The debate, however, remains contentious and is often couched in terms of risks – such as risks to providers of development assistance, although the risks run both ways. Fragile states have much to lose when resources flow through parallel or off-budget, mechanisms. In 2011, aid represented 104% of the GDP of Afghanistan, yet only 12% of it was delivered on-budget. A World Bank report indicated that much of the aid was delivered through parallel delivery systems (such as Provincial Reconstruction Teams), leaving legacy problems for the government in terms of co-ordination, maintenance and sustainability. Additionally, by keeping a tight hold on the use of development resources, external actors may actually inhibit the growth of responsive state society relations.
Recent research has challenged the assumption that certain types of service delivery – favoured by aid organisations – automatically build legitimacy and confidence in post-conflict states. One implication is that rather than delivering traditional development formulas, what matters for peacebuilding and statebuilding is responding to public fears, wishes and aspirations. To meet public demands, however, a state needs the freedom – and political will – to prioritise areas that will build confidence and trust, which are not necessarily those areas selected by consultants, advisers and funders. Yes, supporting states in determining their own priorities – in consultation with citizens – and then resourcing them to deliver does involve considerable risk for the funder, sometimes both financial and reputational. Yet one lesson from WWI is that conflict can either build or debilitate the responsiveness of states – and without confidence, political will and trust, it can become part of a prolonged and destructive cycle.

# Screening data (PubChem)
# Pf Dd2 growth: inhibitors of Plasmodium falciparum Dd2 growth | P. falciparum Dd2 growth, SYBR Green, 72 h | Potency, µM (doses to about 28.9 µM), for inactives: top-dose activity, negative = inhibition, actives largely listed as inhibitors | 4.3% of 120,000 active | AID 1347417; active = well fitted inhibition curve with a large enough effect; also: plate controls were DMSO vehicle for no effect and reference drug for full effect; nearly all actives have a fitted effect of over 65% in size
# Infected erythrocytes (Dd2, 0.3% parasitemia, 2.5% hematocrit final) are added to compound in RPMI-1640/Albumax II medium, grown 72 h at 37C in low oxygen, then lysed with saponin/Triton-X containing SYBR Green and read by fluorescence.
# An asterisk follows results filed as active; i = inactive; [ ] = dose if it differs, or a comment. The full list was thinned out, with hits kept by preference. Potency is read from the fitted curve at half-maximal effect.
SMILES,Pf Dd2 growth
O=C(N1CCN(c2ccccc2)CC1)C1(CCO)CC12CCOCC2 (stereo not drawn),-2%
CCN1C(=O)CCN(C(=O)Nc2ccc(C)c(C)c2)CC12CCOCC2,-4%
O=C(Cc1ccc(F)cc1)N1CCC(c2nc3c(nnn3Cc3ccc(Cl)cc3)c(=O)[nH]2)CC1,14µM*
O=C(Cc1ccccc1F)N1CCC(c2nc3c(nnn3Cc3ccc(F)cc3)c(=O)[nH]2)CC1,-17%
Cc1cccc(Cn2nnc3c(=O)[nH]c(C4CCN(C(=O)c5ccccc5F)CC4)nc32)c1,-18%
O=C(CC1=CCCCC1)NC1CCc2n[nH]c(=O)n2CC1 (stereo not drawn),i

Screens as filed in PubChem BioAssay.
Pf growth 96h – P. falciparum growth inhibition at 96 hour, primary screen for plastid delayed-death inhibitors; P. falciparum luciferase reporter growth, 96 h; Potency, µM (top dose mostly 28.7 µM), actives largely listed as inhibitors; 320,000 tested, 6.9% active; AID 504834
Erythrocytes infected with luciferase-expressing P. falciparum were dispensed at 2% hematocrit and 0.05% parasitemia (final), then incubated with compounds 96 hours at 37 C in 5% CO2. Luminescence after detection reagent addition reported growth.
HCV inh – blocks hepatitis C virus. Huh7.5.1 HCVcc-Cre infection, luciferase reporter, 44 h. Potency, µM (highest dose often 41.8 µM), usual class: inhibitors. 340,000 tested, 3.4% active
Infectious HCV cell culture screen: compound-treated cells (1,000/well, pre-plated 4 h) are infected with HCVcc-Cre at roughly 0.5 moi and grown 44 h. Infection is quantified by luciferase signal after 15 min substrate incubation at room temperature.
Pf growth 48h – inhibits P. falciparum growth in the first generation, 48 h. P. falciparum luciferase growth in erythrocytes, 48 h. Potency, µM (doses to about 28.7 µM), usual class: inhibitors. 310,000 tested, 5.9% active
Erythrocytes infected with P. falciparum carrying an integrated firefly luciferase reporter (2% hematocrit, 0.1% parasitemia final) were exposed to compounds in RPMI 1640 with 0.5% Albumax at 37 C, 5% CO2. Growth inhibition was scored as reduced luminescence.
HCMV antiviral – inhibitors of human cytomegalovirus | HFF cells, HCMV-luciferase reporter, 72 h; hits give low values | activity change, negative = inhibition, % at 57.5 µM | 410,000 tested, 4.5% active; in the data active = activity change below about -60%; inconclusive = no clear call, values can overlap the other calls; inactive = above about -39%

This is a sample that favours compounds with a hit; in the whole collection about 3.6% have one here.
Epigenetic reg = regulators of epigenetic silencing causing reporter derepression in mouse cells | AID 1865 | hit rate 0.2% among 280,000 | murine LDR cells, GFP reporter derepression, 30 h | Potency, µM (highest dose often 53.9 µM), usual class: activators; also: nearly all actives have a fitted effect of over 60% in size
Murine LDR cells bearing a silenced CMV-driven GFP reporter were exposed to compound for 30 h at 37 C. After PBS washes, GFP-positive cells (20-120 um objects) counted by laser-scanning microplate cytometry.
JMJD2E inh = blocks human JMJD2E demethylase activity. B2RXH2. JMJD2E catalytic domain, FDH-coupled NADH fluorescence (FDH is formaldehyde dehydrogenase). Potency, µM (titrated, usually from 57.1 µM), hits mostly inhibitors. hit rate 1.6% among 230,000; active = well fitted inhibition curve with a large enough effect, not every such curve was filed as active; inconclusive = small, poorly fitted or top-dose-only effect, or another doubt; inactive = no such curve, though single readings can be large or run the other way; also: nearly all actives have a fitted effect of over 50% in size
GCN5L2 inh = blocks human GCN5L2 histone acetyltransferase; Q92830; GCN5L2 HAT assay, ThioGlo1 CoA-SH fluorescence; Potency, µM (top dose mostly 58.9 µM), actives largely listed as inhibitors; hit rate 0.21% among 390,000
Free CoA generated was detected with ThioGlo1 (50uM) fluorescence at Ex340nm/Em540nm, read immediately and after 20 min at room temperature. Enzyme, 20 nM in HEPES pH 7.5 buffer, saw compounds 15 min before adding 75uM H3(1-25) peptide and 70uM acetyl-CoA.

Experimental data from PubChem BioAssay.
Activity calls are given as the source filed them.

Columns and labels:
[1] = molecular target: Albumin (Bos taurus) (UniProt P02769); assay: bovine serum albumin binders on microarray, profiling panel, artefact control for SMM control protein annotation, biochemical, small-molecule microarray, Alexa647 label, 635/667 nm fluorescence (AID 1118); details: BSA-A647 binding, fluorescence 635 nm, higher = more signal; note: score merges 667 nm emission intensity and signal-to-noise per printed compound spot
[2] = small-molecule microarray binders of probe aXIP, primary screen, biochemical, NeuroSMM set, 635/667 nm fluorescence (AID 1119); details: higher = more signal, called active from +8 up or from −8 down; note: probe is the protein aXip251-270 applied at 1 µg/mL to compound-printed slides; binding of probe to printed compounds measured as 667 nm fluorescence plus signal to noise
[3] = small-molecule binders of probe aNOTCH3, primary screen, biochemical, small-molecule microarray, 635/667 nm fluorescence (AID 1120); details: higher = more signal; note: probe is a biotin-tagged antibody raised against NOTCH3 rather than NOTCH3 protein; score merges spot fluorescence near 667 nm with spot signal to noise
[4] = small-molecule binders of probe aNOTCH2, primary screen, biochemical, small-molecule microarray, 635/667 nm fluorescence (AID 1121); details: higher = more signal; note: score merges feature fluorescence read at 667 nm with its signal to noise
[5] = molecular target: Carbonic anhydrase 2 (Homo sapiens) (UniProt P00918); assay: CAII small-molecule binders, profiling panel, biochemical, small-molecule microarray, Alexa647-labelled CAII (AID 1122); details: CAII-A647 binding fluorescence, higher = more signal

To mark the centenary of The First World War, we will be publishing a series of articles looking at what has changed over the last century in a number of domains. In the first article in the series, Alan Whaites team leader, Governance for Peace and Development at the OECD, discusses peace-building and conflict. In a second article on Wednesday, Alan will look more in detail at the role of the state.
In the early summer of 1914 my great grandfather was a poor labourer working in the sprawling docks of the Manchester ship canal. He supported a large family in a tiny slum dwelling in the Hulme area of the city. Within a few months he was a soldier, and by the end of April 1915, after 28 days at the front, he was dead. For him, like millions of others, the political process that transformed civilians into participants in large-scale industrialised warfare was both prolonged and, at the same time, remarkably sudden.
Christopher Clark captured this duality in the title of his book, The Sleepwalkers. The actors in this drama were first lulled by a long sequence of events that slowly created the potential for conflict, and then they were carried along by a sudden chain of events. In the lead-up, the development of two major alliance systems, the purchase of new weapons and the expansion of militaries were seen by many as contributing to reducing risk. But an assassination quickly turned these precautions around, creating a system that propelled Europe towards war.